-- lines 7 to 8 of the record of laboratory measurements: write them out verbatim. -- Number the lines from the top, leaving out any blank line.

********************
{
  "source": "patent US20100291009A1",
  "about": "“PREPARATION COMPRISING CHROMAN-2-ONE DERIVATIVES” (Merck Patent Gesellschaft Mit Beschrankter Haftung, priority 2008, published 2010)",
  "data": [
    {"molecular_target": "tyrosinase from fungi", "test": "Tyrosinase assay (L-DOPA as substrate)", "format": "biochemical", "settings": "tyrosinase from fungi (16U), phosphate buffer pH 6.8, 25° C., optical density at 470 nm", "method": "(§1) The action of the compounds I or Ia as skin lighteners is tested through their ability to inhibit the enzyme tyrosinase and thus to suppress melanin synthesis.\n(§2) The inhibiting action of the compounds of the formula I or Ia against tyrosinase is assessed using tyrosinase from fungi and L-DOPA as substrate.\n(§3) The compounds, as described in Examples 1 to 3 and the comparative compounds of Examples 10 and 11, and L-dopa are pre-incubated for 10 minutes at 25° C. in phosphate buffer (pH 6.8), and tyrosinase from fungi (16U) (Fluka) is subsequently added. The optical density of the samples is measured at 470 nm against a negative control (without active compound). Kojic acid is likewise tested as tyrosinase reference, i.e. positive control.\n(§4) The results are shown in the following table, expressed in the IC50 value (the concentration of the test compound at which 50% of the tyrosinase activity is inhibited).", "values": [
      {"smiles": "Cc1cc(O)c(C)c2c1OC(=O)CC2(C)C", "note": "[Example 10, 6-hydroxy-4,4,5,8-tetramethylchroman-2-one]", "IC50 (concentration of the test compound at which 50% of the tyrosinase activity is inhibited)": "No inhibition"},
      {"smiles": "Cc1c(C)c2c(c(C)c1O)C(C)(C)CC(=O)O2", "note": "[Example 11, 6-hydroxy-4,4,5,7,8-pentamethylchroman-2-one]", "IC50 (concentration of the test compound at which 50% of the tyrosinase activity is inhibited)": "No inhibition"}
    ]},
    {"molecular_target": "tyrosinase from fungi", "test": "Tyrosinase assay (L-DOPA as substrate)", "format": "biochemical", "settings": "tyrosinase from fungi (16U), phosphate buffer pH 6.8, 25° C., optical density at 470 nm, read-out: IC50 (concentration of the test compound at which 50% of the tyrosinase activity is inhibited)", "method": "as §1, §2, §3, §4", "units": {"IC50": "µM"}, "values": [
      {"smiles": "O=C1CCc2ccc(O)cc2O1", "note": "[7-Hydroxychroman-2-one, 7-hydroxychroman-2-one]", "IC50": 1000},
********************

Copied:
      {"smiles": "Cc1c(C)c2c(c(C)c1O)C(C)(C)CC(=O)O2", "note": "[Example 11, 6-hydroxy-4,4,5,7,8-pentamethylchroman-2-one]", "IC50 (concentration of the test compound at which 50% of the tyrosinase activity is inhibited)": "No inhibition"}
    ]},